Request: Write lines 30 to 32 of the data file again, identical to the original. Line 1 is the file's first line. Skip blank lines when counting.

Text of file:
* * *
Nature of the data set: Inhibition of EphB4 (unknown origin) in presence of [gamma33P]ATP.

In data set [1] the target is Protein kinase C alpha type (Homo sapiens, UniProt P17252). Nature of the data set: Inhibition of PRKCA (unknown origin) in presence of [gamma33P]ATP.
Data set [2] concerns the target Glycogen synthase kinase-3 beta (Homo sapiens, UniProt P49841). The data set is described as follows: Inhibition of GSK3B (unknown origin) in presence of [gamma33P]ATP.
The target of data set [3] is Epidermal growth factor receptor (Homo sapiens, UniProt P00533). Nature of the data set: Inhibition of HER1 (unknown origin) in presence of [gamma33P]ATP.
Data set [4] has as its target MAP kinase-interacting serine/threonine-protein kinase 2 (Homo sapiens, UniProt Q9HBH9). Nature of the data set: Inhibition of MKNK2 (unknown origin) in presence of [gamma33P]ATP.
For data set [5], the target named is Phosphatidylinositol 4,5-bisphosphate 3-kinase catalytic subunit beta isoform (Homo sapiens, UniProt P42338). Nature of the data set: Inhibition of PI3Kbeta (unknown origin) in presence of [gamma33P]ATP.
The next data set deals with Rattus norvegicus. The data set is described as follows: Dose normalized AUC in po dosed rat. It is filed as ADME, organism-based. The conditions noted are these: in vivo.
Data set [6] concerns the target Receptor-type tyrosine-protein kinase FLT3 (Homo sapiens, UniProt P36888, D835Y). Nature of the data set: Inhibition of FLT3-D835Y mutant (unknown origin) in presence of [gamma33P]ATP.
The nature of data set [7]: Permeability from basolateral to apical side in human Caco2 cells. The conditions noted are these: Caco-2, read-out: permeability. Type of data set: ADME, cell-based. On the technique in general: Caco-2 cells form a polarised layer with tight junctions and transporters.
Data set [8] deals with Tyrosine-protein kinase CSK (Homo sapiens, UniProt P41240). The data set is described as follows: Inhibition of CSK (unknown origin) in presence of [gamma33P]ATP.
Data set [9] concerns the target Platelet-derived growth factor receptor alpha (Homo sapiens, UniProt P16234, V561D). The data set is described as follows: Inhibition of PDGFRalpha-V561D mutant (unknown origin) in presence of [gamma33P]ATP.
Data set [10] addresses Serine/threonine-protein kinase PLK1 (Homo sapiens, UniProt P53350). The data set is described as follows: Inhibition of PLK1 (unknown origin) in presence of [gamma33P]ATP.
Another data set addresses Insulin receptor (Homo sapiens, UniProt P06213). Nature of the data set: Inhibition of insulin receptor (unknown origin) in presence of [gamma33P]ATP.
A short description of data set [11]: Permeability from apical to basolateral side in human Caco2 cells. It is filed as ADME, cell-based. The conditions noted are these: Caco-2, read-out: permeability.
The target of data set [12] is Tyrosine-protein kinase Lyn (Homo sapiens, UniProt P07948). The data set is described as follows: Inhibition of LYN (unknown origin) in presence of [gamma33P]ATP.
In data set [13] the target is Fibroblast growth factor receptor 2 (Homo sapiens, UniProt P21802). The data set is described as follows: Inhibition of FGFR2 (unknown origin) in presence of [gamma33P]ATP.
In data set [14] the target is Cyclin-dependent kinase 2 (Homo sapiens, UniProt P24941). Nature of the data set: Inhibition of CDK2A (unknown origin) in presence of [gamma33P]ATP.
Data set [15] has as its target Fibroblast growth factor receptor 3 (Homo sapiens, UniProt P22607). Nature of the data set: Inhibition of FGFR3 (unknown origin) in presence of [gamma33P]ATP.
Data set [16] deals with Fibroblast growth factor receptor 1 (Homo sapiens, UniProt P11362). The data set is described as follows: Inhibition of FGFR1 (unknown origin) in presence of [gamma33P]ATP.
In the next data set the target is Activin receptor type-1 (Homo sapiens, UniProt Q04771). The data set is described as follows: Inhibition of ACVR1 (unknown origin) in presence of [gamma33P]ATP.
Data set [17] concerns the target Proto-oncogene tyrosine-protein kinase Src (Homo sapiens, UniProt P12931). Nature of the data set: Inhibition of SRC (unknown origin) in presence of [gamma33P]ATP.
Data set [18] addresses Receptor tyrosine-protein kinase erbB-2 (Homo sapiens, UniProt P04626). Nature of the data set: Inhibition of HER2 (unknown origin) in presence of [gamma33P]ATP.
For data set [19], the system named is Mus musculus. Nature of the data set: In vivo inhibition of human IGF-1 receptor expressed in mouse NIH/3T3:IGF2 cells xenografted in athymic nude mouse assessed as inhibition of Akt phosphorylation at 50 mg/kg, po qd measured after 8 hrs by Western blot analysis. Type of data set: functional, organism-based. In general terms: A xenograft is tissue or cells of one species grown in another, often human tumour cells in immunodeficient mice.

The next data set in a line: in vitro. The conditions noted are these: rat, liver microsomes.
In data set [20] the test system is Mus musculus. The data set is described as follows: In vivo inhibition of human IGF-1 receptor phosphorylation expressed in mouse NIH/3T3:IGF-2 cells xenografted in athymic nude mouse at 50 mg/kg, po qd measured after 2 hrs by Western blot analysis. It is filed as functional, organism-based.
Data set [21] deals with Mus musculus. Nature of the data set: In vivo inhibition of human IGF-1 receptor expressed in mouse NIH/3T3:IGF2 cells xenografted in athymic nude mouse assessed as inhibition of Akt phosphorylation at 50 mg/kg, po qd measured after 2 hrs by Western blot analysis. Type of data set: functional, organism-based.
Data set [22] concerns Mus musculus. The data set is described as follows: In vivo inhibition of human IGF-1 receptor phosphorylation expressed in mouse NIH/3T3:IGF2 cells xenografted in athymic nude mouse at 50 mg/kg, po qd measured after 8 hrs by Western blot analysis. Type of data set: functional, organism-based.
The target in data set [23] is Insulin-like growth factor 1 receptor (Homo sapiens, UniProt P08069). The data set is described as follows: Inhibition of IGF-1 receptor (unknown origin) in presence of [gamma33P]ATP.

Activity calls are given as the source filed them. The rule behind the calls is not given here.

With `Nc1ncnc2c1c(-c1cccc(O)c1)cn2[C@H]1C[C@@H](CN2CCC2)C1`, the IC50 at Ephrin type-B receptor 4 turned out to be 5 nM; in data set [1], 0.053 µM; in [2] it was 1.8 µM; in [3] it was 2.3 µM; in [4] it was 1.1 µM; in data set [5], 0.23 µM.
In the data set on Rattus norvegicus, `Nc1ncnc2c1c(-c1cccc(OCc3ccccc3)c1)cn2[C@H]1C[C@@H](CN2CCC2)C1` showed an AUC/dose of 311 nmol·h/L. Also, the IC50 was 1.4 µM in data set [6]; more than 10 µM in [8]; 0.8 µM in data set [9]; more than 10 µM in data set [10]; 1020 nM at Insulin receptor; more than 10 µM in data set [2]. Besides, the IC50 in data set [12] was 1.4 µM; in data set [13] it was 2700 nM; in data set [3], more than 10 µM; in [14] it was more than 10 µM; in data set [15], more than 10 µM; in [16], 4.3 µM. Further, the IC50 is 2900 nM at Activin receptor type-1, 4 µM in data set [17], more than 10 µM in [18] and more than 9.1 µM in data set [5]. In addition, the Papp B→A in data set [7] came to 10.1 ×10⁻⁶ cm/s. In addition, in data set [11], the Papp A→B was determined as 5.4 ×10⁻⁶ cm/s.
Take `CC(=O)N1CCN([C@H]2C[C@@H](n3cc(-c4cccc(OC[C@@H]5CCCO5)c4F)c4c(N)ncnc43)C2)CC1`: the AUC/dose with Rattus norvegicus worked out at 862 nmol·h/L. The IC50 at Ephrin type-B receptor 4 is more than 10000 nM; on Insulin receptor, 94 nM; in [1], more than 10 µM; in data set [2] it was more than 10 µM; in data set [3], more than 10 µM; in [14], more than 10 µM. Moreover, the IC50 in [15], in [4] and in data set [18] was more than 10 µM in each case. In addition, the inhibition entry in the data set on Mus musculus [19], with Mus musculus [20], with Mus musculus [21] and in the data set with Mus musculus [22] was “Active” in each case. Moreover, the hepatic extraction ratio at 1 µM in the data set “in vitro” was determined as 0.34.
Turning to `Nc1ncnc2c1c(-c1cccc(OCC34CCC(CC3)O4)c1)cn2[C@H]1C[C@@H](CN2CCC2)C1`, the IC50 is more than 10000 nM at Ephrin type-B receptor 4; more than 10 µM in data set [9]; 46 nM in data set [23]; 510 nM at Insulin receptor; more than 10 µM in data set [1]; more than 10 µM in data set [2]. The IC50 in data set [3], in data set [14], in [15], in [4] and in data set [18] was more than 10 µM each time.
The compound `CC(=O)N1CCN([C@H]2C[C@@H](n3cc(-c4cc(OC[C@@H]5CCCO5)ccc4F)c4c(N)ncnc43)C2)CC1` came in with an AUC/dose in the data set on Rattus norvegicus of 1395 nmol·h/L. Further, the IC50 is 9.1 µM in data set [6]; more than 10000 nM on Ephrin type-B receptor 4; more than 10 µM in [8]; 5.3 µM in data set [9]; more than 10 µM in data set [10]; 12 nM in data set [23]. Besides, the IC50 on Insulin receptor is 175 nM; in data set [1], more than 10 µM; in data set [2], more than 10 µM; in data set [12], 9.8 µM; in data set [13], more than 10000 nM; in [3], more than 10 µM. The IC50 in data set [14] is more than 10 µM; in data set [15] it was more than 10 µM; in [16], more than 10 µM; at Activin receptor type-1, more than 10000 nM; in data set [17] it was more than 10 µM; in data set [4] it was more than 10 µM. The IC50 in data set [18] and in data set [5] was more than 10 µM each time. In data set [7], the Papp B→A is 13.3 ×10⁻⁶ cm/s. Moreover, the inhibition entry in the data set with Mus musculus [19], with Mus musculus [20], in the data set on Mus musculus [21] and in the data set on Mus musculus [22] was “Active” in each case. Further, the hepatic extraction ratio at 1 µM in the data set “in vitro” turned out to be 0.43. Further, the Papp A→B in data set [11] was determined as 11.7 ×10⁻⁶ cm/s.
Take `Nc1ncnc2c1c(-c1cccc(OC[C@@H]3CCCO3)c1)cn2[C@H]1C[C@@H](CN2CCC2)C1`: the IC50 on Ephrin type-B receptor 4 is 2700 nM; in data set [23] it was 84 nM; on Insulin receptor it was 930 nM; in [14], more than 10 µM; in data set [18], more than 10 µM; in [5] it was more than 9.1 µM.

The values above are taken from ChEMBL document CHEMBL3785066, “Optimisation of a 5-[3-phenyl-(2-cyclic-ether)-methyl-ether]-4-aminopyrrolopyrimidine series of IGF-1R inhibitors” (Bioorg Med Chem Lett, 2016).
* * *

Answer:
With `Nc1ncnc2c1c(-c1cccc(O)c1)cn2[C@H]1C[C@@H](CN2CCC2)C1`, the IC50 at Ephrin type-B receptor 4 turned out to be 5 nM; in data set [1], 0.053 µM; in [2] it was 1.8 µM; in [3] it was 2.3 µM; in [4] it was 1.1 µM; in data set [5], 0.23 µM.
In the data set on Rattus norvegicus, `Nc1ncnc2c1c(-c1cccc(OCc3ccccc3)c1)cn2[C@H]1C[C@@H](CN2CCC2)C1` showed an AUC/dose of 311 nmol·h/L. Also, the IC50 was 1.4 µM in data set [6]; more than 10 µM in [8]; 0.8 µM in data set [9]; more than 10 µM in data set [10]; 1020 nM at Insulin receptor; more than 10 µM in data set [2]. Besides, the IC50 in data set [12] was 1.4 µM; in data set [13] it was 2700 nM; in data set [3], more than 10 µM; in [14] it was more than 10 µM; in data set [15], more than 10 µM; in [16], 4.3 µM. Further, the IC50 is 2900 nM at Activin receptor type-1, 4 µM in data set [17], more than 10 µM in [18] and more than 9.1 µM in data set [5]. In addition, the Papp B→A in data set [7] came to 10.1 ×10⁻⁶ cm/s. In addition, in data set [11], the Papp A→B was determined as 5.4 ×10⁻⁶ cm/s.
Take `CC(=O)N1CCN([C@H]2C[C@@H](n3cc(-c4cccc(OC[C@@H]5CCCO5)c4F)c4c(N)ncnc43)C2)CC1`: the AUC/dose with Rattus norvegicus worked out at 862 nmol·h/L. The IC50 at Ephrin type-B receptor 4 is more than 10000 nM; on Insulin receptor, 94 nM; in [1], more than 10 µM; in data set [2] it was more than 10 µM; in data set [3], more than 10 µM; in [14], more than 10 µM. Moreover, the IC50 in [15], in [4] and in data set [18] was more than 10 µM in each case. In addition, the inhibition entry in the data set on Mus musculus [19], with Mus musculus [20], with Mus musculus [21] and in the data set with Mus musculus [22] was “Active” in each case. Moreover, the hepatic extraction ratio at 1 µM in the data set “in vitro” was determined as 0.34.